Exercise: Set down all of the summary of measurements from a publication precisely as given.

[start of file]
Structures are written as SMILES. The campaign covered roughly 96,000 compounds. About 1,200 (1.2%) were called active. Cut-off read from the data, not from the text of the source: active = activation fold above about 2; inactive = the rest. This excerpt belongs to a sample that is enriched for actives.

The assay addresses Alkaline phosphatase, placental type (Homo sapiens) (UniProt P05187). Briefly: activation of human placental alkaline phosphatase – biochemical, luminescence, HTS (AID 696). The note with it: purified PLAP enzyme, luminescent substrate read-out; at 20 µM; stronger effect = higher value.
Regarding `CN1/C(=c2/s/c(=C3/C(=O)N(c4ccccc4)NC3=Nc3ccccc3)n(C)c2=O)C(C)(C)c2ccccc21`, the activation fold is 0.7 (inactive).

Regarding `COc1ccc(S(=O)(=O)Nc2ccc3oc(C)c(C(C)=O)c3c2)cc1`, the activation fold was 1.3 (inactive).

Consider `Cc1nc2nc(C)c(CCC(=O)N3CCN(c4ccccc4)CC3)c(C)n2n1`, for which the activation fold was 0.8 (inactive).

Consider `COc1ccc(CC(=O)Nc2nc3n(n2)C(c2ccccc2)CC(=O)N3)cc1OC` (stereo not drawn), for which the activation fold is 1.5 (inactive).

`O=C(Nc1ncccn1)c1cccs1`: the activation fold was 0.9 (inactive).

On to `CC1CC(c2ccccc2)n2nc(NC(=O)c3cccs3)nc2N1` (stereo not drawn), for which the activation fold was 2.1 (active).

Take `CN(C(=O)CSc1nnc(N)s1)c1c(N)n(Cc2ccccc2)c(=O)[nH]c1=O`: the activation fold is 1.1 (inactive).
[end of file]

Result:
Structures are written as SMILES. The campaign covered roughly 96,000 compounds. About 1,200 (1.2%) were called active. Cut-off read from the data, not from the text of the source: active = activation fold above about 2; inactive = the rest. This excerpt belongs to a sample that is enriched for actives.

The assay addresses Alkaline phosphatase, placental type (Homo sapiens) (UniProt P05187). Briefly: activation of human placental alkaline phosphatase – biochemical, luminescence, HTS (AID 696). The note with it: purified PLAP enzyme, luminescent substrate read-out; at 20 µM; stronger effect = higher value.
Regarding `CN1/C(=c2/s/c(=C3/C(=O)N(c4ccccc4)NC3=Nc3ccccc3)n(C)c2=O)C(C)(C)c2ccccc21`, the activation fold is 0.7 (inactive).

Regarding `COc1ccc(S(=O)(=O)Nc2ccc3oc(C)c(C(C)=O)c3c2)cc1`, the activation fold was 1.3 (inactive).

Consider `Cc1nc2nc(C)c(CCC(=O)N3CCN(c4ccccc4)CC3)c(C)n2n1`, for which the activation fold was 0.8 (inactive).

Consider `COc1ccc(CC(=O)Nc2nc3n(n2)C(c2ccccc2)CC(=O)N3)cc1OC` (stereo not drawn), for which the activation fold is 1.5 (inactive).

`O=C(Nc1ncccn1)c1cccs1`: the activation fold was 0.9 (inactive).

On to `CC1CC(c2ccccc2)n2nc(NC(=O)c3cccs3)nc2N1` (stereo not drawn), for which the activation fold was 2.1 (active).

Take `CN(C(=O)CSc1nnc(N)s1)c1c(N)n(Cc2ccccc2)c(=O)[nH]c1=O`: the activation fold is 1.1 (inactive).